‘Why shouldn’t it be cast that way?’: Yesterday breaks rom-com mould

Danny Boyle is standing on the roof of a sprawling, slightly down-at-heel hotel in Great Yarmouth in Suffolk, one of the many seaside towns in Britain that long ago lost their tourism mojo to more reliably sunny places just a cheap flight away.

As usual, the director of Trainspotting and Slumdog Millionaire looks fit to burst with sheer enthusiasm. “Wave to the camera, that’s all of you! Great stuff!” he shouts at the crowd of extras gathered on the beach below. “The camera is up here! So keep the noise going – you’ll be surprised how much it takes out of you, so don’t injure yourselves, but it’s a wonderful shot!”

Jack Malik (Himesh Patel) wakes up in a world where the Beatles never existed in Yesterday. 

We’re on the set of what will eventually be called Yesterday, a very British rom-com about a young man called Jack who wakes up after being knocked off his bike into a world that seems to have bits missing. Nobody has heard of Harry Potter, for example. A request for a Coke in a bar is met with blank incomprehension. Most importantly, the Beatles have never existed.

Jack Malik (newcomer Himesh Patel) has hitherto been a struggling singer-songwriter playing gigs in pub corners, mostly to his mates. Suddenly, he finds he is the only person in the world who knows the best pop songs ever written. All he has to do is remember the words to Eleanor Rigby and the orchestration to Strawberry Fields and he’s set for life.

The plan works. With a little help from his friends (sorry, but the film is sprinkled with these sorts of sidelong references) – particularly from Ellie (Lily James), his oldest friend, self-appointed manager and secret crush – he is able to record some Beatles songs.

They are instant hits. Hollywood, in the form of a viperous agent played by American comedian Kate McKinnon, scoops him up, makes him rich and ruins his life. By the time he comes to play the scene being shot today, he is seething with self-loathing; the abrasively punked-up version of Help! make the most of the lyrics that you realise, after all these years, are properly desperate. Help, he needs somebody. It seems so recently that he was younger, so much younger than today.

Yesterday is the work of Richard Curtis, 62. Like the Beatles before him, the author of Four Weddings and a Funeral, Notting Hill and television comedies going back to Blackadder and Mr Bean is a celebrated British cultural export. He is milling around the tent where cast and crew can go for a cup of tea, watching the slow business of filming and being self-deprecating in a Hugh-Grant-in-Notting-Hill sort of way.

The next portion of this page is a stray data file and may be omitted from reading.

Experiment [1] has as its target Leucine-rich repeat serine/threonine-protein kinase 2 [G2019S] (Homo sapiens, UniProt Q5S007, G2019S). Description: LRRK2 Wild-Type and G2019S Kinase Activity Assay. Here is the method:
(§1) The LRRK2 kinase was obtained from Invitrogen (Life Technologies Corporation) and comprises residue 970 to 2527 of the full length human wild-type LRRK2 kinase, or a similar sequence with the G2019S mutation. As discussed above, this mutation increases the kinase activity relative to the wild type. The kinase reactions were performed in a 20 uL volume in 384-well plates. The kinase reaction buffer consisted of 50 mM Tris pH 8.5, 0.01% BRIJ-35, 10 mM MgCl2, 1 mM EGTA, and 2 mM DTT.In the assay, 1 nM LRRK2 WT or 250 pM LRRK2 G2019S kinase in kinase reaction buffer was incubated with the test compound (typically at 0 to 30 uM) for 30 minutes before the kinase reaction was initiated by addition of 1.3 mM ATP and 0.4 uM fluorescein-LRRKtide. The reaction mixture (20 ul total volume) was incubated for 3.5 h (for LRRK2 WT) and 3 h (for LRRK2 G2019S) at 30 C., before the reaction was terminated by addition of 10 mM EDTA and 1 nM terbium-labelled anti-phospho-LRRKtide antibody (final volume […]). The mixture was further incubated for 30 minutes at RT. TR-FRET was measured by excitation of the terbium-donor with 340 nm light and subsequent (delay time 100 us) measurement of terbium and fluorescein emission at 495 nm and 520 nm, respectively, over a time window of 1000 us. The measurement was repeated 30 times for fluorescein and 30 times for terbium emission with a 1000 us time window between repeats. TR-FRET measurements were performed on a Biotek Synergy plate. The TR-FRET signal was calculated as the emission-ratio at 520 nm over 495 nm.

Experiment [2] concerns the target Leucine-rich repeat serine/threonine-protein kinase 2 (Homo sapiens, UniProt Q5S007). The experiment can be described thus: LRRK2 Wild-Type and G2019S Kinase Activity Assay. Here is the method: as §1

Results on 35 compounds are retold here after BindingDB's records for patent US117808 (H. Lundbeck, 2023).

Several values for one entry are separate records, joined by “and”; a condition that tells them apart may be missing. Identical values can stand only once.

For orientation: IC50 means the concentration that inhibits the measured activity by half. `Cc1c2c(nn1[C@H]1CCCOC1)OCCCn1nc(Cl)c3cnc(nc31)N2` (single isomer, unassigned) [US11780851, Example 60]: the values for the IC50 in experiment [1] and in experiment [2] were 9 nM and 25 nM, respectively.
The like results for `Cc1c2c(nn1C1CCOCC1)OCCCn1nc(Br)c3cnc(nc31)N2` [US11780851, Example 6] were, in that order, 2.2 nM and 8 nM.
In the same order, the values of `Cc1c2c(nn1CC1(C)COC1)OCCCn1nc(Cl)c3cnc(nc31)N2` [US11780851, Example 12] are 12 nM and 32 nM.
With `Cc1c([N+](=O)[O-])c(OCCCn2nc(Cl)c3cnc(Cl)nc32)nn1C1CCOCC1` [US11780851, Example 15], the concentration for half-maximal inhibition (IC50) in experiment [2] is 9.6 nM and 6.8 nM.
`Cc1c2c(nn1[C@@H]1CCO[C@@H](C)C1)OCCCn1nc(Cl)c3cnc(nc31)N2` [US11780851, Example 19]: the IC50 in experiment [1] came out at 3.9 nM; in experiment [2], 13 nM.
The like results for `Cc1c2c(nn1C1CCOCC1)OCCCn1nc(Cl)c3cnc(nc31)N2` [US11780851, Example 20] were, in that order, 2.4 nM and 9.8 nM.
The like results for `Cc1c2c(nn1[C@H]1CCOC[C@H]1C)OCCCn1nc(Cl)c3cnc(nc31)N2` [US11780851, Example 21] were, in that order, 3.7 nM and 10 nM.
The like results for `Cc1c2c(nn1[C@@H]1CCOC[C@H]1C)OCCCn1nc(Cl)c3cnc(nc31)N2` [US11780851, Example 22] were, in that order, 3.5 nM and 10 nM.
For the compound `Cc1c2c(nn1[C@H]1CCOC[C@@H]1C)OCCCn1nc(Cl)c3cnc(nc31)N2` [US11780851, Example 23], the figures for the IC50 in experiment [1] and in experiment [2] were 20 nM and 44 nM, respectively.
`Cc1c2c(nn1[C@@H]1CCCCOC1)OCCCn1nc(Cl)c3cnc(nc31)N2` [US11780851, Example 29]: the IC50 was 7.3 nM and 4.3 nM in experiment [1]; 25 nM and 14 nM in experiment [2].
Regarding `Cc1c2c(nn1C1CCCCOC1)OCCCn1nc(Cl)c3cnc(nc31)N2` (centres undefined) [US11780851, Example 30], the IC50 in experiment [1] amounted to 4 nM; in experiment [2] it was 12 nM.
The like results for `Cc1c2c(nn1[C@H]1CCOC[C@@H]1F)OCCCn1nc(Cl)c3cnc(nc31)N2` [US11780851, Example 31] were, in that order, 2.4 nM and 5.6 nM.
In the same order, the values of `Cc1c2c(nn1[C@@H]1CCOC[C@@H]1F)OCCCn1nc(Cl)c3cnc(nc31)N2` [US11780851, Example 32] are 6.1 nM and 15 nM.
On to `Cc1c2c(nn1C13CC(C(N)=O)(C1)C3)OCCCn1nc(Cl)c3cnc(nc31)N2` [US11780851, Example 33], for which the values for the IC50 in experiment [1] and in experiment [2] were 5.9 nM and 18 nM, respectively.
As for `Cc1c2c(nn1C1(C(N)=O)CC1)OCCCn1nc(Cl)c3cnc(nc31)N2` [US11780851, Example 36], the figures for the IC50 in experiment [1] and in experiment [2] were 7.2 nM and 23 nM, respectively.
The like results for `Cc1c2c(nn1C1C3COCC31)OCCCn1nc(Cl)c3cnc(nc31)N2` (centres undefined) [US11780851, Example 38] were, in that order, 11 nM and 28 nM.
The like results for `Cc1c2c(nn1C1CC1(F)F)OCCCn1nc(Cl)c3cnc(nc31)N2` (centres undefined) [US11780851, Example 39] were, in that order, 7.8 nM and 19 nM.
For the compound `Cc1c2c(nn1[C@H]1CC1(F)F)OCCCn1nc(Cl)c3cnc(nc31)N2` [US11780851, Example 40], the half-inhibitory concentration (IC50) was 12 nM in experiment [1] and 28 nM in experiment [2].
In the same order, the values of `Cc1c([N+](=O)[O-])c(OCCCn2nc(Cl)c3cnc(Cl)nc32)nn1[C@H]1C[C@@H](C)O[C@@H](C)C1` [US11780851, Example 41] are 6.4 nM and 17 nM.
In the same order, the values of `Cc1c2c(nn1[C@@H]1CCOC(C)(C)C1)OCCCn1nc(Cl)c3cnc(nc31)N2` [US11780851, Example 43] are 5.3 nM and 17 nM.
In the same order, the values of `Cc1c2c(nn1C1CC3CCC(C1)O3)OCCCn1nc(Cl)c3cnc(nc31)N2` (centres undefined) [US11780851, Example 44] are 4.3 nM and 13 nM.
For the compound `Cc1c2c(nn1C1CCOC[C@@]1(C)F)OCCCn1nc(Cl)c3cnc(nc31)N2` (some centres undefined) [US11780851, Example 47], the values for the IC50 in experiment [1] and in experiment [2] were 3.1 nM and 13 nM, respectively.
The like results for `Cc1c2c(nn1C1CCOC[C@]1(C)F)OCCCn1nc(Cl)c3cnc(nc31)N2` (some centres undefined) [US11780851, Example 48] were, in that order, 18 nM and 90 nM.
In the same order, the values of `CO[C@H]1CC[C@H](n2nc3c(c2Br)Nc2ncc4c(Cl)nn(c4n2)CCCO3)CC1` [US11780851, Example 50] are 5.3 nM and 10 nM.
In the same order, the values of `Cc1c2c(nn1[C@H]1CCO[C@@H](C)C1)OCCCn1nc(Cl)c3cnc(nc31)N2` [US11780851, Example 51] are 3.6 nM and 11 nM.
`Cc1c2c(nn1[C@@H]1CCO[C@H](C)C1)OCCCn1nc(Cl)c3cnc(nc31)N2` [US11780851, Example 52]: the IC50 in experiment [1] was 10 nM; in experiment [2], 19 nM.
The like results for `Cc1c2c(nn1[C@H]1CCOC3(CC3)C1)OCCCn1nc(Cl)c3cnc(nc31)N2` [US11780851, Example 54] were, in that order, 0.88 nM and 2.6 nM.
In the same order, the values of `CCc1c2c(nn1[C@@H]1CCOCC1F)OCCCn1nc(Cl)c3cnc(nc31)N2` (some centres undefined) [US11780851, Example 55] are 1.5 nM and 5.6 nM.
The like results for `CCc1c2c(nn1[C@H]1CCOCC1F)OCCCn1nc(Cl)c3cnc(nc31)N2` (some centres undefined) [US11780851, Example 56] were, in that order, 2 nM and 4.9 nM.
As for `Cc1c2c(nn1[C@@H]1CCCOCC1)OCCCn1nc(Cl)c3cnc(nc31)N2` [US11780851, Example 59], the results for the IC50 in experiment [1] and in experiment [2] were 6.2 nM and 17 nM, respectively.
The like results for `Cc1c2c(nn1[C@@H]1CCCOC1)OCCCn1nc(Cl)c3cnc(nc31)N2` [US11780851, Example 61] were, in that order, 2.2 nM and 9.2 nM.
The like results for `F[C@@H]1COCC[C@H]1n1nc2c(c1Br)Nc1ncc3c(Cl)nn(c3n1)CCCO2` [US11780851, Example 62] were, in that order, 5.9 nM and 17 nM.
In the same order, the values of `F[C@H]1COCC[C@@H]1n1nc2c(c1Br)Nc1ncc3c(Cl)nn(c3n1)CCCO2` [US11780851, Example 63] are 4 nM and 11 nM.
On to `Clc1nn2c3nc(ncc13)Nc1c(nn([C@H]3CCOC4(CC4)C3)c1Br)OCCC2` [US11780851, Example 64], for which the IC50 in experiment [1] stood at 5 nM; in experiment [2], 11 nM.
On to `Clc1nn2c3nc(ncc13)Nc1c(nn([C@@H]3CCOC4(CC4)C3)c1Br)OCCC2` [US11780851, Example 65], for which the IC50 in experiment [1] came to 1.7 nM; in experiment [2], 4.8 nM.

“There was a depressing moment yesterday when Kate McKinnon was asked to improvise,” he says with faux gloom. “Everything she said was funnier than the lines I’d been working on for years.”

McKinnon denies this, of course. His dialogue is perfect; meanwhile, she feels she’s on summer camp when she compares it to her usual adrenalin-pumped job on Saturday Night Live. Time presses here, too, but in a different way. “People are British, so it’s a lot more polite.”

Yesterday isn’t Curtis’s idea – the world-without-Beatles concept came from a music supervisor called Nick Angel – but it hooked him immediately. The Fab Four’s songbook, he says, is hardwired into his head.

“I was obsessed by pop music from the first time I heard I Want to Hold Your Hand,” Curtis says. “I remember standing outside the Foresta hotel in Sweden waiting three days for the Beatles to come out on the balcony. I was seven. My sisters were older.

"I used to dream on my sisters’ birthday they would say, ‘What have you got me for my birthday?’ and I would open a cupboard and the Beatles would be in there. So I think there is an element here of storytelling as wish fulfilment.”

He had never met Boyle at the point when Tim Bevan at Working Title, which has produced all his films, asked him if he had any thoughts about who should direct this one. “And he said, ‘Well, funnily enough Danny Boyle’s just written me a letter saying, "It’s crazy, but we have both been working in parallel all these years and if you ever have anything you would like me to read then let me look at it”’,” says Bevan.

Curtis duly sent him Yesterday. “And Danny never actually said yes. He just started to pre-produce the movie so I figured that yes, that was easy.”

They are a surprising match: the crowned king of white-bread rom-com and the director who jump-started his career with a film about heroin addicts, one of whom is shown diving into a dirty toilet bowl.

Director Danny Boyle (far left), writer Richard Curtis, with actors  Himesh Patel and Lily James on the set of Yesterday. 

According to the film’s publicist, Boyle said when he read the script that Curtis could have the sweep of Great Yarmouth beach as long as he could turn the camera to show a nuclear power station at the end of it. (The power station is actually on another beach further south, but you get the point.) “Danny loves Richard’s work but felt he could bring something new to it,” says Bevan. “Also everyone’s so old they don’t need to fight one another any longer.“

Casting Patel in a role that had no specific ethnicity, he adds, was a stroke of genius on Boyle’s part. Patel spent last year doing theatre, but he got his start as a regular on TV soap Eastenders; this is his first film.